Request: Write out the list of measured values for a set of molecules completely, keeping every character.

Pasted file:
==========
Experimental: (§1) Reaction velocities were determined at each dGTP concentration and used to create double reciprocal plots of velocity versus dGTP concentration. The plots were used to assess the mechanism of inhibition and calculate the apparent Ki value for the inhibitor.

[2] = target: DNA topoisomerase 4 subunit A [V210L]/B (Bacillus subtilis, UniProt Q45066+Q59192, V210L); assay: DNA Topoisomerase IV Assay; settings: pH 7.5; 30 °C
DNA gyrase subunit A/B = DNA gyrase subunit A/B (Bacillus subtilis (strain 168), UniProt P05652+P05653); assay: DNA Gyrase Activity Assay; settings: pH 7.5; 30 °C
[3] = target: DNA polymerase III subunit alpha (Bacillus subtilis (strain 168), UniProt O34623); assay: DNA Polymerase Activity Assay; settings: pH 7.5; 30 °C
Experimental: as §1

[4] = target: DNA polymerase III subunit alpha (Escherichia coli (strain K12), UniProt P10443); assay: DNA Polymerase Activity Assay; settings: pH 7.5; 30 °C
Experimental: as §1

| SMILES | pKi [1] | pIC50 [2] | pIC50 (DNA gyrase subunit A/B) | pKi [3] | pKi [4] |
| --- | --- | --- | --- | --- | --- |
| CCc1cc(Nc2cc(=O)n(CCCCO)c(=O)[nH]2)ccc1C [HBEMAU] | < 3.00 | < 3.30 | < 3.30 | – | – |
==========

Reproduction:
Experimental: (§1) Reaction velocities were determined at each dGTP concentration and used to create double reciprocal plots of velocity versus dGTP concentration. The plots were used to assess the mechanism of inhibition and calculate the apparent Ki value for the inhibitor.

[2] = target: DNA topoisomerase 4 subunit A [V210L]/B (Bacillus subtilis, UniProt Q45066+Q59192, V210L); assay: DNA Topoisomerase IV Assay; settings: pH 7.5; 30 °C
DNA gyrase subunit A/B = DNA gyrase subunit A/B (Bacillus subtilis (strain 168), UniProt P05652+P05653); assay: DNA Gyrase Activity Assay; settings: pH 7.5; 30 °C
[3] = target: DNA polymerase III subunit alpha (Bacillus subtilis (strain 168), UniProt O34623); assay: DNA Polymerase Activity Assay; settings: pH 7.5; 30 °C
Experimental: as §1

[4] = target: DNA polymerase III subunit alpha (Escherichia coli (strain K12), UniProt P10443); assay: DNA Polymerase Activity Assay; settings: pH 7.5; 30 °C
Experimental: as §1

| SMILES | pKi [1] | pIC50 [2] | pIC50 (DNA gyrase subunit A/B) | pKi [3] | pKi [4] |
| --- | --- | --- | --- | --- | --- |
| CCc1cc(Nc2cc(=O)n(CCCCO)c(=O)[nH]2)ccc1C [HBEMAU] | < 3.00 | < 3.30 | < 3.30 | – | – |